The hashtag ‘nosejob’ currently has over 3.5 billion views on TikTok and #nosejobcheck has 2.1 billion views. That's billions of people echoing the same message — you aren’t beautiful unless you have an arched nose, and everyone agrees. If you chop it off, you’ll get thousands of likes and what’s more, sexual attention. These TikToks make it seem like surgery is instant and easy. That you just have to explain to the doctor that you have a deviated septum and voila, 20 seconds later you'll have a free, brand-new nose and no more self-hatred.
TikTok inadvertently promotes nose jobs to young people, particularly girls, despite claiming that it has banned surgery adverts. Just recently, creator queen, teenager Charlie D'amelio, shared her surgery journey as TikTokers praised her for being transparent and doing what makes her happy. But it seems awfully irresponsible for TikTokers to promote the idea that surgery isn't painful or expensive, and will fix your problems.
Since seeing more of this content on TikTok, my shame has crept back, with force. I've started hiding my nose again, even refusing photos and rejecting compliments. Even after the ‘nosejob check’ trend was bred out of existence, it has been replaced by a more sinister one, where the person uses a finger to simulate a sloped nose while posing side-on. The finger is removed to reveal a bigger nose. The creator looks disappointed with their reality and the comments tend to agree.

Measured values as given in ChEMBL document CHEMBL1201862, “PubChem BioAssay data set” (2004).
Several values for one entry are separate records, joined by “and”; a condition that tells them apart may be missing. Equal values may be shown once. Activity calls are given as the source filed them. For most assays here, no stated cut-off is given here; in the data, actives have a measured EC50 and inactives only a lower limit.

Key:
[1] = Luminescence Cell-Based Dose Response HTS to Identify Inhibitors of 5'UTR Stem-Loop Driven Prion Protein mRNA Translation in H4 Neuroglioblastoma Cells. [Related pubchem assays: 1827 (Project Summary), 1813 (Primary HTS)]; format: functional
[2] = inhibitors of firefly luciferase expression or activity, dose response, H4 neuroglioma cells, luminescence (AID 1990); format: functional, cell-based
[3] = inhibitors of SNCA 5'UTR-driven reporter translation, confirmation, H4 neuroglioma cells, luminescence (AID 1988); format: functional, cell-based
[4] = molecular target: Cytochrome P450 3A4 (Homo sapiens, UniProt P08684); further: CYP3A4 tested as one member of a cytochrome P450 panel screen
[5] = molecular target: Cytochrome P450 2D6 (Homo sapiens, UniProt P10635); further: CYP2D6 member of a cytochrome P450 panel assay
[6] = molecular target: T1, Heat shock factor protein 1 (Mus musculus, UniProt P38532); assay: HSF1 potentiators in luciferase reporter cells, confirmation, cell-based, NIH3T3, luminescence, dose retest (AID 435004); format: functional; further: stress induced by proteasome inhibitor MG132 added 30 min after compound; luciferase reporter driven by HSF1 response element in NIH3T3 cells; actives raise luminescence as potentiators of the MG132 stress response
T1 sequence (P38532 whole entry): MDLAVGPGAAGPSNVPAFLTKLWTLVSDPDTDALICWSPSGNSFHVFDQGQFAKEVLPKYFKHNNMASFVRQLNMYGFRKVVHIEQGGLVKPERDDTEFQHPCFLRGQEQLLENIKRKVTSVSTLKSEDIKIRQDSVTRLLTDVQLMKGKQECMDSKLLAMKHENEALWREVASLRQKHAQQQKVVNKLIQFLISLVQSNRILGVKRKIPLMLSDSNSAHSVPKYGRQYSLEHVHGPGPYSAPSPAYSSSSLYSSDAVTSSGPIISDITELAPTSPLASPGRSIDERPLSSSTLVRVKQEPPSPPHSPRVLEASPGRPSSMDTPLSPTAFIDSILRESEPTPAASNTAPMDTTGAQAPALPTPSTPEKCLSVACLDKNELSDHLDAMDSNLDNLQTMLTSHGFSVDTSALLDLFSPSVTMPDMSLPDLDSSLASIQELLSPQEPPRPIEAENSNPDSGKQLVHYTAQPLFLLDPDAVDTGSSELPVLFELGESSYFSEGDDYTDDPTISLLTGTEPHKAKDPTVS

I'm reminded of when I was a teenager and would take photos of my side profile, using a black marker to edit out chunks of my nose until I felt satisfied. Then I would compare the before and after... a truly sadistic act of cyber-mutilation that only fed into my body dysmorphia.
I started telling people I was contemplating undergoing a second surgery. “You’ve had a nose job?” an acquaintance exclaimed. “I couldn’t even tell!” This felt truly offensive to me. What was the point of surgery if my nose didn't even end up small enough so you could tell it was fake?
Sure, it would be easy to say, “Just delete TikTok." But there is no easy fix. ‘Ethnic’ noses are under scrutiny everywhere. They're deemed to be undesirable and routinely the subject of torment. Type in ‘Arab nose’ right now and you'll be met with thousands of before-and-after photos of surgery. The Middle East leads the world in cosmetic surgeries, with Dubai, Lebanon, Egypt and Iran ranking highest on the list. I often wonder why western society can co-opt some Middle Eastern features like large almond eyes and strong brows, yet continue to ostracise prominent noses.
But there is one niche place on the internet that celebrates large noses — the subreddit Big Nose Ladies, where users, mostly young women, publish photos of their prominent noses. One user said she cancelled her rhinoplasty after reading others' posts. So as with any algorithm, I’m now trying to feed reddit body positivity, so I can start receiving some back.
If you or anyone you know is struggling with body image, please contact the Butterfly Foundation at 1800 33 4673. Support and information are available 7 days a week.